NAME

Jifty::Manual::Cookbook

DESCRIPTION

This document aims to provide solutions to common questions of "How do I do x with Jifty?" While the solutions here certainly aren't the only way to do things, they're generally the solutions the developers of Jifty use, and ones that work pretty well.

HOW DO I ...

Limit access to pages to logged-in users

The best place to do this is probably in your application's Dispatcher. If, for example, you wanted to limit access to /secret to logged-in users, you could write:

    before qr'^/secret' => run {
        unless(Jifty->web->current_user->id) {
            Jifty->web->tangent('/login');
        }
    };

Then, in your login form component, you would write something like:

    <% Jifty->web->return(to => '/', submit => $login_action) $>

The combination of the tangent and return will cause the user to be returned to wherever they came from. See Jifty::Continuation for more information.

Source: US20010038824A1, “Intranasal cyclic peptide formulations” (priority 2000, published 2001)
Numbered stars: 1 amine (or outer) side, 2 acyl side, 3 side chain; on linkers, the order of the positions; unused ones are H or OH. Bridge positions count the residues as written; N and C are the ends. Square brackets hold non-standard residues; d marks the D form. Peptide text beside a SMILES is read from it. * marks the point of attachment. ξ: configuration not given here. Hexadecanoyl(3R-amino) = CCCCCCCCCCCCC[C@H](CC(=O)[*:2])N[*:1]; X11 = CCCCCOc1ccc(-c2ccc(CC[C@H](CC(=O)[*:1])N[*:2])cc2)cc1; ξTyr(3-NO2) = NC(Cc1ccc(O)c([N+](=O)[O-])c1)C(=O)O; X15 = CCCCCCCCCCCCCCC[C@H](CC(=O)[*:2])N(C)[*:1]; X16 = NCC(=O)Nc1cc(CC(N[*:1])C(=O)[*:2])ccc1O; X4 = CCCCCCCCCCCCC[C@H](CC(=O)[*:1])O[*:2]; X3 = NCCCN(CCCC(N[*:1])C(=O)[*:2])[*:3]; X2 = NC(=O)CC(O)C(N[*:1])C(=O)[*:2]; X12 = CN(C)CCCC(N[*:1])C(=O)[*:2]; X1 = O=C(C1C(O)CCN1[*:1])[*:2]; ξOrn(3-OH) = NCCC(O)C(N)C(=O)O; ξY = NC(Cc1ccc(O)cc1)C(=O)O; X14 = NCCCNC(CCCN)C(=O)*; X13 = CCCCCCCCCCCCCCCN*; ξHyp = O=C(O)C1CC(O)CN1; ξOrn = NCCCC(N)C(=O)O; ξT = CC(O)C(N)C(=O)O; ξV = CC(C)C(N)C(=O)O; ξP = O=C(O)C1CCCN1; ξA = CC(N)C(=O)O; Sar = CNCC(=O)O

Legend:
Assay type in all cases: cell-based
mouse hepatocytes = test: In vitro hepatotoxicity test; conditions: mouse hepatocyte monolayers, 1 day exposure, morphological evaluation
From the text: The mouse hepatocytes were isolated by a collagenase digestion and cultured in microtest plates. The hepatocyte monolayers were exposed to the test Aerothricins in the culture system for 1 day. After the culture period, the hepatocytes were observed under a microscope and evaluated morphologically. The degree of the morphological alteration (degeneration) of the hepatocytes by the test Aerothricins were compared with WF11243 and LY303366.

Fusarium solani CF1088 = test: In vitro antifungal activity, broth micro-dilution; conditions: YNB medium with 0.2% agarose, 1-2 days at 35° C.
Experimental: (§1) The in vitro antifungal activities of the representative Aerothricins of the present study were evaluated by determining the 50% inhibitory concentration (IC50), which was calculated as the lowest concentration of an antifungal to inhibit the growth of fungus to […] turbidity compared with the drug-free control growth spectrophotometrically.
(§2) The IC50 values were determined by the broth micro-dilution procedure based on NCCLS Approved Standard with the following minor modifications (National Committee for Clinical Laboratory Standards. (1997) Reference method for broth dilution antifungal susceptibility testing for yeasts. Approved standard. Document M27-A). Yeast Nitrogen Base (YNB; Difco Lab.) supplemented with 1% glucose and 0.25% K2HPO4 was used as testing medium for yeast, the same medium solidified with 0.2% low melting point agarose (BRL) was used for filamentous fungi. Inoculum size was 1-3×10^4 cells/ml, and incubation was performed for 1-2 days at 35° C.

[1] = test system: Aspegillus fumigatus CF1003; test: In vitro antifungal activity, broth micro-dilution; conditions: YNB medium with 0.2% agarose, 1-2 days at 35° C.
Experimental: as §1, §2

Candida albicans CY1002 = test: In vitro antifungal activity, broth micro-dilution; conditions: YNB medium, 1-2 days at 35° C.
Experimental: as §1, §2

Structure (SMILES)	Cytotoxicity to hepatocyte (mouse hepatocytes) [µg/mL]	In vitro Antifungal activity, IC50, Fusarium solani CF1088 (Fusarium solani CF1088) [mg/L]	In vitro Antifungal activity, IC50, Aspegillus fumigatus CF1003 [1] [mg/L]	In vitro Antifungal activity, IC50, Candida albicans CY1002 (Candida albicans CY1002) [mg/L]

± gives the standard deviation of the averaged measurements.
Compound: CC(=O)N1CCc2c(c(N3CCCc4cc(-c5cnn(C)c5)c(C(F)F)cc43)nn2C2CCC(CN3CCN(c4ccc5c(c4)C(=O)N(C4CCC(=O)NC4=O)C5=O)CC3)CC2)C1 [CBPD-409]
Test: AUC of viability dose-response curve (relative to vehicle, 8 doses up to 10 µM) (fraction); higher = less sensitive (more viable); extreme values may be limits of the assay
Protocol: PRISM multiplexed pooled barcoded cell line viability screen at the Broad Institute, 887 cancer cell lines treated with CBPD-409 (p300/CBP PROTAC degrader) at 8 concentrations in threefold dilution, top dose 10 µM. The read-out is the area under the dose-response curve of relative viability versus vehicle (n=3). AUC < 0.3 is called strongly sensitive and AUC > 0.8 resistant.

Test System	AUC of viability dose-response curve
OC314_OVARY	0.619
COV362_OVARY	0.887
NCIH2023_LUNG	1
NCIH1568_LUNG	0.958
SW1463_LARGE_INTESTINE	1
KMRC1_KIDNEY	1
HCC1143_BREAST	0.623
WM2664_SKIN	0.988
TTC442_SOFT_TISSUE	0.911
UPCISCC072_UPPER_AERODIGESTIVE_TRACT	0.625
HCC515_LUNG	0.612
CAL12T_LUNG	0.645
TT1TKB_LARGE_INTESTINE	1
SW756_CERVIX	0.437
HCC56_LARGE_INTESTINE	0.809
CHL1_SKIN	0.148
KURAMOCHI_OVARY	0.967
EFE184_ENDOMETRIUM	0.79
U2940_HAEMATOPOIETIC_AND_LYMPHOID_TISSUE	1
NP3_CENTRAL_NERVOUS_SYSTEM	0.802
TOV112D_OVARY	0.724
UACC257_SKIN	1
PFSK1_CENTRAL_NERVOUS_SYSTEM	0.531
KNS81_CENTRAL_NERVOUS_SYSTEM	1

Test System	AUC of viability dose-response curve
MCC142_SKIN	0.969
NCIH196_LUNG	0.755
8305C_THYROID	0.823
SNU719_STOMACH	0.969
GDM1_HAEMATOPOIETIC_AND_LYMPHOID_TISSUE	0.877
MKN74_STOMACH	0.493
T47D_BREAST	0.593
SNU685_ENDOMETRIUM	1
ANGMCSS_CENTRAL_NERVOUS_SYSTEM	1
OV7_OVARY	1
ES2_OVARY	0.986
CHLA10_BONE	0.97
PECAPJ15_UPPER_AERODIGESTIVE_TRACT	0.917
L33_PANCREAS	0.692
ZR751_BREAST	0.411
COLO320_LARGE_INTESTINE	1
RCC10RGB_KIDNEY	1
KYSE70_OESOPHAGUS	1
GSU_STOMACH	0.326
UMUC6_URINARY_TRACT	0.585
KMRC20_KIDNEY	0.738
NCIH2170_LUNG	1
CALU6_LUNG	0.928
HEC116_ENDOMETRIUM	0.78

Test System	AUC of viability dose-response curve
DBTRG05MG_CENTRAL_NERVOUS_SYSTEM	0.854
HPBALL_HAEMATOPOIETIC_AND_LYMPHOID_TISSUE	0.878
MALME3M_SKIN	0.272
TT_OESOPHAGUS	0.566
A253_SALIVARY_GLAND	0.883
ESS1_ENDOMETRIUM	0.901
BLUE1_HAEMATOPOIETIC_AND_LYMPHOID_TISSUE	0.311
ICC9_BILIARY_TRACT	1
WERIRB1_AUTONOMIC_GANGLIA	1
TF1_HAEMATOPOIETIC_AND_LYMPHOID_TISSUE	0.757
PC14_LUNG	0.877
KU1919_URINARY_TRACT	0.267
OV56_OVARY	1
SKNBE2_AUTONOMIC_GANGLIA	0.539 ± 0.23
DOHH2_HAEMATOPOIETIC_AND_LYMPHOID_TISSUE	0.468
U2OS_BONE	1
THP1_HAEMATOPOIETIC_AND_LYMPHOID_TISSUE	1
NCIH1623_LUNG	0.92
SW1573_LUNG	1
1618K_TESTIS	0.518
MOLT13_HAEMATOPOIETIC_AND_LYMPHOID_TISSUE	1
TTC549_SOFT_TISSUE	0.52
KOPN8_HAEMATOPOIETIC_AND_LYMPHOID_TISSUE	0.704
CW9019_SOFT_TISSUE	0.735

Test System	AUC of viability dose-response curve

If you want model-level access control, Jifty provides a ready-built ACL system for its models; See Jifty::Manual::AccessControl for details.

Finally, you can also allow or deny specific actions in the dispatcher, to limit who is able to perform what actions -- see Jifty::API.

Take actions based on data in URLs

You can add actions to the request based on data in URLs, or anything else, using Jifty::Request::add_action. For example, suppose you wanted to make the path /logout log the user out, and redirect them to the home page. You could write:

    before '/logout' => {
        Jifty->web->request->add_action( class => 'Logout' );
        Jifty->web->request->add_action(class     => 'Redirect',
                                        arguments => { url => '/' });
    };

Pass HTML form input directly to components

Sometimes, you don't want to take an action based on input from HTML forms, but just want to change how the page is displayed, or do something similarly transient.

Jifty::Action is great, but it doesn't have to be the answer to everything. For cases like this, it's fine to use typical HTML <input>s. Their values will be accessible as request arguments, so you can fetch them with get in the dispatcher, and they will be passed as arguments to top-level Mason components that list them in <%args>. And don't worry about namespace conflicts with Jifty's auto-generated argument fields -- Jifty prefixes all its names with J: so there won't be a problem.